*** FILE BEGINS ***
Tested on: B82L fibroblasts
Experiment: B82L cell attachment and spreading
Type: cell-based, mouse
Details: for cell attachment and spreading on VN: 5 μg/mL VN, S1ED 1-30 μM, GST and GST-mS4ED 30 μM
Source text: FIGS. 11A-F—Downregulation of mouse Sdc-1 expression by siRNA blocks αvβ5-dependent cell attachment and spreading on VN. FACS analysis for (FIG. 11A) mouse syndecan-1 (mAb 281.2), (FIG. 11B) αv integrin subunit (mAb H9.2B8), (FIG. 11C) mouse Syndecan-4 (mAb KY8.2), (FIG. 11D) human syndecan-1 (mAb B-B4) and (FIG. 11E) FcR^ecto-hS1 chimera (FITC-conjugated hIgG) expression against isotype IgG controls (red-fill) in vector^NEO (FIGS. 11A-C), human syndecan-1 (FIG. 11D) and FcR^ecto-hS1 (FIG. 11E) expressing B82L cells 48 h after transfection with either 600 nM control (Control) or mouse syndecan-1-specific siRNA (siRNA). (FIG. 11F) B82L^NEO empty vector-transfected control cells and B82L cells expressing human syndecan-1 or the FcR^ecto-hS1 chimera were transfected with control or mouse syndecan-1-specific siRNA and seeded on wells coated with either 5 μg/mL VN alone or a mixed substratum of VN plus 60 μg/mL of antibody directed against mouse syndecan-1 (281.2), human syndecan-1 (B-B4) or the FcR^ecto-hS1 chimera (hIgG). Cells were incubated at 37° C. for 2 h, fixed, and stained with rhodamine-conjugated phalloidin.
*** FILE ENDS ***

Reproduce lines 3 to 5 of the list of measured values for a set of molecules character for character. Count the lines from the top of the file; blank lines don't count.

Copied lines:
Type: cell-based, mouse
Details: for cell attachment and spreading on VN: 5 μg/mL VN, S1ED 1-30 μM, GST and GST-mS4ED 30 μM
Source text: FIGS. 11A-F—Downregulation of mouse Sdc-1 expression by siRNA blocks αvβ5-dependent cell attachment and spreading on VN. FACS analysis for (FIG. 11A) mouse syndecan-1 (mAb 281.2), (FIG. 11B) αv integrin subunit (mAb H9.2B8), (FIG. 11C) mouse Syndecan-4 (mAb KY8.2), (FIG. 11D) human syndecan-1 (mAb B-B4) and (FIG. 11E) FcR^ecto-hS1 chimera (FITC-conjugated hIgG) expression against isotype IgG controls (red-fill) in vector^NEO (FIGS. 11A-C), human syndecan-1 (FIG. 11D) and FcR^ecto-hS1 (FIG. 11E) expressing B82L cells 48 h after transfection with either 600 nM control (Control) or mouse syndecan-1-specific siRNA (siRNA). (FIG. 11F) B82L^NEO empty vector-transfected control cells and B82L cells expressing human syndecan-1 or the FcR^ecto-hS1 chimera were transfected with control or mouse syndecan-1-specific siRNA and seeded on wells coated with either 5 μg/mL VN alone or a mixed substratum of VN plus 60 μg/mL of antibody directed against mouse syndecan-1 (281.2), human syndecan-1 (B-B4) or the FcR^ecto-hS1 chimera (hIgG). Cells were incubated at 37° C. for 2 h, fixed, and stained with rhodamine-conjugated phalloidin.